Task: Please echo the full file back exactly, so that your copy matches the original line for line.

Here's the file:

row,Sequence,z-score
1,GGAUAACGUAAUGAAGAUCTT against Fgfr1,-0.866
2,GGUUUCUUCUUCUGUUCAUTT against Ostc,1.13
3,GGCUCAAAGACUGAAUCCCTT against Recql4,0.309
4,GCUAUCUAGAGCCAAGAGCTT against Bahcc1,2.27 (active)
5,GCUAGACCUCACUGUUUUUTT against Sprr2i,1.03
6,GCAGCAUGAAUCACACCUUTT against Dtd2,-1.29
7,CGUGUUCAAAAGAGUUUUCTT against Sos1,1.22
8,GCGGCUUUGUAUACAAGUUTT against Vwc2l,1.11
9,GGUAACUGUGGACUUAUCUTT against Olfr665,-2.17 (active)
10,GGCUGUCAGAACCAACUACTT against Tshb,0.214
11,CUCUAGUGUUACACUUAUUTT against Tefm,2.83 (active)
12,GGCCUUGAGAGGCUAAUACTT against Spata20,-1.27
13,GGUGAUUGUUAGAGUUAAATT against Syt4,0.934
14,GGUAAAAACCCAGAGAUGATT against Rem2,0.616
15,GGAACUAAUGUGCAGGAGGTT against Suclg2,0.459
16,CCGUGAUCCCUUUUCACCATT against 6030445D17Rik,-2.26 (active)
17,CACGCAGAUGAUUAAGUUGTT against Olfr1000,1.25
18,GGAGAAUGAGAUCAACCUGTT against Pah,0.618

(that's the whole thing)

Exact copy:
row,Sequence,z-score
1,GGAUAACGUAAUGAAGAUCTT against Fgfr1,-0.866
2,GGUUUCUUCUUCUGUUCAUTT against Ostc,1.13
3,GGCUCAAAGACUGAAUCCCTT against Recql4,0.309
4,GCUAUCUAGAGCCAAGAGCTT against Bahcc1,2.27 (active)
5,GCUAGACCUCACUGUUUUUTT against Sprr2i,1.03
6,GCAGCAUGAAUCACACCUUTT against Dtd2,-1.29
7,CGUGUUCAAAAGAGUUUUCTT against Sos1,1.22
8,GCGGCUUUGUAUACAAGUUTT against Vwc2l,1.11
9,GGUAACUGUGGACUUAUCUTT against Olfr665,-2.17 (active)
10,GGCUGUCAGAACCAACUACTT against Tshb,0.214
11,CUCUAGUGUUACACUUAUUTT against Tefm,2.83 (active)
12,GGCCUUGAGAGGCUAAUACTT against Spata20,-1.27
13,GGUGAUUGUUAGAGUUAAATT against Syt4,0.934
14,GGUAAAAACCCAGAGAUGATT against Rem2,0.616
15,GGAACUAAUGUGCAGGAGGTT against Suclg2,0.459
16,CCGUGAUCCCUUUUCACCATT against 6030445D17Rik,-2.26 (active)
17,CACGCAGAUGAUUAAGUUGTT against Olfr1000,1.25
18,GGAGAAUGAGAUCAACCUGTT against Pah,0.618